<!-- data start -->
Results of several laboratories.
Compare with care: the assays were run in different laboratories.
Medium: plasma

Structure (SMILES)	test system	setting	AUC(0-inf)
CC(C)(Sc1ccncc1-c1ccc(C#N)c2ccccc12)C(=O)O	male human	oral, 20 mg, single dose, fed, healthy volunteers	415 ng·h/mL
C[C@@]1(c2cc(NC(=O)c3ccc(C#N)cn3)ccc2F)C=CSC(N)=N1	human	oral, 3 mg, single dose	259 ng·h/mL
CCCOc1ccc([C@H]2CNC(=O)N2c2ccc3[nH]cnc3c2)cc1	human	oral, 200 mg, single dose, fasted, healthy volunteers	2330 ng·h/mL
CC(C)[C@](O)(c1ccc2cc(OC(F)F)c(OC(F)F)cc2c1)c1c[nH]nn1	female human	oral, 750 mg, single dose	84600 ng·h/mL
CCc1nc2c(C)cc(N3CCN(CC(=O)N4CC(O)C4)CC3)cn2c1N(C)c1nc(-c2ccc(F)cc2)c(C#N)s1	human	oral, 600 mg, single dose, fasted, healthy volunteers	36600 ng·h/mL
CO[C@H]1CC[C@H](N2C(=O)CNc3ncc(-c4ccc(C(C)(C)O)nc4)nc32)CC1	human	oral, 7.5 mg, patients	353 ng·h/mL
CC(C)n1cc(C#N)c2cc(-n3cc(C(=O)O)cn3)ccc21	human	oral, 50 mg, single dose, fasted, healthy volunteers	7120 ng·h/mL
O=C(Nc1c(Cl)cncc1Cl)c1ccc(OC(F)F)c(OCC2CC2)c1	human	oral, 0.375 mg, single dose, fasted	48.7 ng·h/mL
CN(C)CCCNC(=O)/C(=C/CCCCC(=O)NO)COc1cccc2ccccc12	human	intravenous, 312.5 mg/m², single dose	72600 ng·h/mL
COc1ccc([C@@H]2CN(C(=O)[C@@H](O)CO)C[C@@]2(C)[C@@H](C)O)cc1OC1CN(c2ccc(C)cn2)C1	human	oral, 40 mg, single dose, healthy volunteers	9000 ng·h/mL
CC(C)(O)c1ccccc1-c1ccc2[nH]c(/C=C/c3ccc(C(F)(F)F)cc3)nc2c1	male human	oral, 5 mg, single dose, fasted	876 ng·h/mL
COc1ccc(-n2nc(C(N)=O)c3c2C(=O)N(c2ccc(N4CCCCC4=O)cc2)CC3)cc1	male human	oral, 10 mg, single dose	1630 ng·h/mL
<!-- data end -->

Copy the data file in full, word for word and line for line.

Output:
Results of several laboratories.
Compare with care: the assays were run in different laboratories.
Medium: plasma

Structure (SMILES)	test system	setting	AUC(0-inf)
CC(C)(Sc1ccncc1-c1ccc(C#N)c2ccccc12)C(=O)O	male human	oral, 20 mg, single dose, fed, healthy volunteers	415 ng·h/mL
C[C@@]1(c2cc(NC(=O)c3ccc(C#N)cn3)ccc2F)C=CSC(N)=N1	human	oral, 3 mg, single dose	259 ng·h/mL
CCCOc1ccc([C@H]2CNC(=O)N2c2ccc3[nH]cnc3c2)cc1	human	oral, 200 mg, single dose, fasted, healthy volunteers	2330 ng·h/mL
CC(C)[C@](O)(c1ccc2cc(OC(F)F)c(OC(F)F)cc2c1)c1c[nH]nn1	female human	oral, 750 mg, single dose	84600 ng·h/mL
CCc1nc2c(C)cc(N3CCN(CC(=O)N4CC(O)C4)CC3)cn2c1N(C)c1nc(-c2ccc(F)cc2)c(C#N)s1	human	oral, 600 mg, single dose, fasted, healthy volunteers	36600 ng·h/mL
CO[C@H]1CC[C@H](N2C(=O)CNc3ncc(-c4ccc(C(C)(C)O)nc4)nc32)CC1	human	oral, 7.5 mg, patients	353 ng·h/mL
CC(C)n1cc(C#N)c2cc(-n3cc(C(=O)O)cn3)ccc21	human	oral, 50 mg, single dose, fasted, healthy volunteers	7120 ng·h/mL
O=C(Nc1c(Cl)cncc1Cl)c1ccc(OC(F)F)c(OCC2CC2)c1	human	oral, 0.375 mg, single dose, fasted	48.7 ng·h/mL
CN(C)CCCNC(=O)/C(=C/CCCCC(=O)NO)COc1cccc2ccccc12	human	intravenous, 312.5 mg/m², single dose	72600 ng·h/mL
COc1ccc([C@@H]2CN(C(=O)[C@@H](O)CO)C[C@@]2(C)[C@@H](C)O)cc1OC1CN(c2ccc(C)cn2)C1	human	oral, 40 mg, single dose, healthy volunteers	9000 ng·h/mL
CC(C)(O)c1ccccc1-c1ccc2[nH]c(/C=C/c3ccc(C(F)(F)F)cc3)nc2c1	male human	oral, 5 mg, single dose, fasted	876 ng·h/mL
COc1ccc(-n2nc(C(N)=O)c3c2C(=O)N(c2ccc(N4CCCCC4=O)cc2)CC3)cc1	male human	oral, 10 mg, single dose	1630 ng·h/mL